How To Fall Back Asleep If You Wake Up In The Middle Of The Night, According To Experts
There’s nothing more frustrating than falling asleep… only to wake up a few hours later. Whether it’s from insomnia or other factors, there are reasons that some people cannot sleep through the night. Of course, there are ways to get back to sleep if you wake up in the middle of the night, but you may want to first determine why you’re doing so, according to sleep experts.
For instance, drinking alcohol can be a factor in interrupting your sleep. “Alcohol is notorious for disrupting sleep,” Dr. Jennifer Caudle, Family Physician and Associate Professor at Rowan University School of Osteopathic Medicine, tells Bustle. Therefore, she says that cutting out alcohol can improve sleep.
“Even though alcohol may make us feel sleepy and ready to ‘hit the sack,’ sleep is often interrupted and of poor quality when alcohol has been involved — so an immediate benefit of not drinking might be feeling more rested and getting better sleep at night.” As an on again-off again insomniac, I can vouch for Dr. Caudle’s theory. I gave up drinking alcohol in January and mostly continue to do so, and I’ve definitely noticed a difference on the nights I skip drinking.
However, there are other reasons, too, you may wake up in the middle of the night. Below, experts weigh in on how to get back to sleep.
1. Drink Warm Milk With Honey Or Herbal Tea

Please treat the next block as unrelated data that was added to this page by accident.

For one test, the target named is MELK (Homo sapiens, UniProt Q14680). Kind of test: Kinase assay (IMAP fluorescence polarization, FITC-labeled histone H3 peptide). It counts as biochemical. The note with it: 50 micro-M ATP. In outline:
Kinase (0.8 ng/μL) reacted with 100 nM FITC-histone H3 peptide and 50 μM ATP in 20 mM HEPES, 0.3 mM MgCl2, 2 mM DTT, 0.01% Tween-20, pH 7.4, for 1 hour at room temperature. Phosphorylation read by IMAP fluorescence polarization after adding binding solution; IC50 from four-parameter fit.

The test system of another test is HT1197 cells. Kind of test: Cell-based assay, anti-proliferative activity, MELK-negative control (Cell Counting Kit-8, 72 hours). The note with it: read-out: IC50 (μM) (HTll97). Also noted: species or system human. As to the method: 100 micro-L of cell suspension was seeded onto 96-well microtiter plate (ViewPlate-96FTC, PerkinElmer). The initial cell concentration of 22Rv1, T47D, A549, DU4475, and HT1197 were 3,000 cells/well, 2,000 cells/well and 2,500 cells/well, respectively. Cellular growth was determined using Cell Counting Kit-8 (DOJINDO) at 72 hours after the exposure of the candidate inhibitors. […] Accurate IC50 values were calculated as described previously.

You may have been raised hearing that warm milk can help you fall back asleep, and it’s not just an old wives’ tale. Dr. Benjamin Smarr, National Institutes of Health Postdoctoral Fellow at UC Berkeley and Reverie Sleep Advisory Board Member, agrees, saying to add honey, too. “The warmed sugar and fat really do combine to promote sleep,” he tells Bustle.
If you’re lactose-intolerant or not a fan of milk, you can try a soothing tea. “Chamomile tea is a classic sleep aid, but lemon balm tea is a great option to keep in the cupboard, too,” Gabrielle Gray, holistic health coach and the manager of Maha Rose Center for Healing in Brooklyn, tells Bustle. “Though you might think of lemon as stimulating, this tea is far from it: it soothes nerves and has been found to be effective in easing insomnia.”
2. Drop The Temperature In Your Bedroom
Serta’s sleep health expert Natalie Dautovich, PhD, environmental fellow at National Sleep Foundation, says that dropping the temperature in your bedroom can help you fall back asleep. “A cool bedroom is conducive to better sleep — room temperatures between 60 and 67 degrees Fahrenheit are optimal,” she tells Bustle. “A drop in core body temperature is associated with feeling sleepy, so cooler temperatures can help with sleep onset.”